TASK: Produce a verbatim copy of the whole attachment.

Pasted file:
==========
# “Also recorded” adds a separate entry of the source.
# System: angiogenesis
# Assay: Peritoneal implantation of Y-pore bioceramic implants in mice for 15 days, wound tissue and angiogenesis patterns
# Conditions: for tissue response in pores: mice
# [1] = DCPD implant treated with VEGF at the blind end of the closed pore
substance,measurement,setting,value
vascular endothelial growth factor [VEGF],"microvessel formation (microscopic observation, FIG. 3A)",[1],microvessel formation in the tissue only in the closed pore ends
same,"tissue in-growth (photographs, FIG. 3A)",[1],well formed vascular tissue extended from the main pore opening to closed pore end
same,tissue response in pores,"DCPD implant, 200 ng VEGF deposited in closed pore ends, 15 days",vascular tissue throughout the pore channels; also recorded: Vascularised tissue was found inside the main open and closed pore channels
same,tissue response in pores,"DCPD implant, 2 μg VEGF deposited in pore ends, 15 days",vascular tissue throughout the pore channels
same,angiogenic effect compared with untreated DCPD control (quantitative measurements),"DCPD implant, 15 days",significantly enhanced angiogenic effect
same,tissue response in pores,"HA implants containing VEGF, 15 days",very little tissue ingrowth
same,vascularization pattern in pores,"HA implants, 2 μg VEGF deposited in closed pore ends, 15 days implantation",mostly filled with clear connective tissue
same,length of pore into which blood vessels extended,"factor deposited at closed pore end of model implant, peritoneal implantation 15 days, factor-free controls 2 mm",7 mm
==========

# “Also recorded” adds a separate entry of the source.
# System: angiogenesis
# Assay: Peritoneal implantation of Y-pore bioceramic implants in mice for 15 days, wound tissue and angiogenesis patterns
# Conditions: for tissue response in pores: mice
# [1] = DCPD implant treated with VEGF at the blind end of the closed pore
substance,measurement,setting,value
vascular endothelial growth factor [VEGF],"microvessel formation (microscopic observation, FIG. 3A)",[1],microvessel formation in the tissue only in the closed pore ends
same,"tissue in-growth (photographs, FIG. 3A)",[1],well formed vascular tissue extended from the main pore opening to closed pore end
same,tissue response in pores,"DCPD implant, 200 ng VEGF deposited in closed pore ends, 15 days",vascular tissue throughout the pore channels; also recorded: Vascularised tissue was found inside the main open and closed pore channels
same,tissue response in pores,"DCPD implant, 2 μg VEGF deposited in pore ends, 15 days",vascular tissue throughout the pore channels
same,angiogenic effect compared with untreated DCPD control (quantitative measurements),"DCPD implant, 15 days",significantly enhanced angiogenic effect
same,tissue response in pores,"HA implants containing VEGF, 15 days",very little tissue ingrowth
same,vascularization pattern in pores,"HA implants, 2 μg VEGF deposited in closed pore ends, 15 days implantation",mostly filled with clear connective tissue
same,length of pore into which blood vessels extended,"factor deposited at closed pore end of model implant, peritoneal implantation 15 days, factor-free controls 2 mm",7 mm